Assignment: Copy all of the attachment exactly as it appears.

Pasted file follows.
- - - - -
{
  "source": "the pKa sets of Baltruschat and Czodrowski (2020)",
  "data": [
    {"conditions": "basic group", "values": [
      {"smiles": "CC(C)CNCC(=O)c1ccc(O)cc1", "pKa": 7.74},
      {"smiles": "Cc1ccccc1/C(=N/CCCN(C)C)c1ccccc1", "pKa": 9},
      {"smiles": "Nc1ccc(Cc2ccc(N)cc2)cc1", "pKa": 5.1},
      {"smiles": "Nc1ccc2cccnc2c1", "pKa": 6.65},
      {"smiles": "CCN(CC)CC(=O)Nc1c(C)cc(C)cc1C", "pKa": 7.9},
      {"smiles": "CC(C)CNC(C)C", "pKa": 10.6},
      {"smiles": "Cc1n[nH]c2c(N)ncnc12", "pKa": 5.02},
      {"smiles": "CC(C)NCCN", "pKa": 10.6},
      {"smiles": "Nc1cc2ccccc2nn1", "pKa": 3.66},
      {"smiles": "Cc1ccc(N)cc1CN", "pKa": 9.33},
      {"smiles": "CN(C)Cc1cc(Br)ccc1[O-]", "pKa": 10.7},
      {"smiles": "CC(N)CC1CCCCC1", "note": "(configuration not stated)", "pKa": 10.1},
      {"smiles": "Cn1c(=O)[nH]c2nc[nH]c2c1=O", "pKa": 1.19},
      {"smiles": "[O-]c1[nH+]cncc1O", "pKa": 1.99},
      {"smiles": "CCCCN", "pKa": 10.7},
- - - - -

{
  "source": "the pKa sets of Baltruschat and Czodrowski (2020)",
  "data": [
    {"conditions": "basic group", "values": [
      {"smiles": "CC(C)CNCC(=O)c1ccc(O)cc1", "pKa": 7.74},
      {"smiles": "Cc1ccccc1/C(=N/CCCN(C)C)c1ccccc1", "pKa": 9},
      {"smiles": "Nc1ccc(Cc2ccc(N)cc2)cc1", "pKa": 5.1},
      {"smiles": "Nc1ccc2cccnc2c1", "pKa": 6.65},
      {"smiles": "CCN(CC)CC(=O)Nc1c(C)cc(C)cc1C", "pKa": 7.9},
      {"smiles": "CC(C)CNC(C)C", "pKa": 10.6},
      {"smiles": "Cc1n[nH]c2c(N)ncnc12", "pKa": 5.02},
      {"smiles": "CC(C)NCCN", "pKa": 10.6},
      {"smiles": "Nc1cc2ccccc2nn1", "pKa": 3.66},
      {"smiles": "Cc1ccc(N)cc1CN", "pKa": 9.33},
      {"smiles": "CN(C)Cc1cc(Br)ccc1[O-]", "pKa": 10.7},
      {"smiles": "CC(N)CC1CCCCC1", "note": "(configuration not stated)", "pKa": 10.1},
      {"smiles": "Cn1c(=O)[nH]c2nc[nH]c2c1=O", "pKa": 1.19},
      {"smiles": "[O-]c1[nH+]cncc1O", "pKa": 1.99},
      {"smiles": "CCCCN", "pKa": 10.7},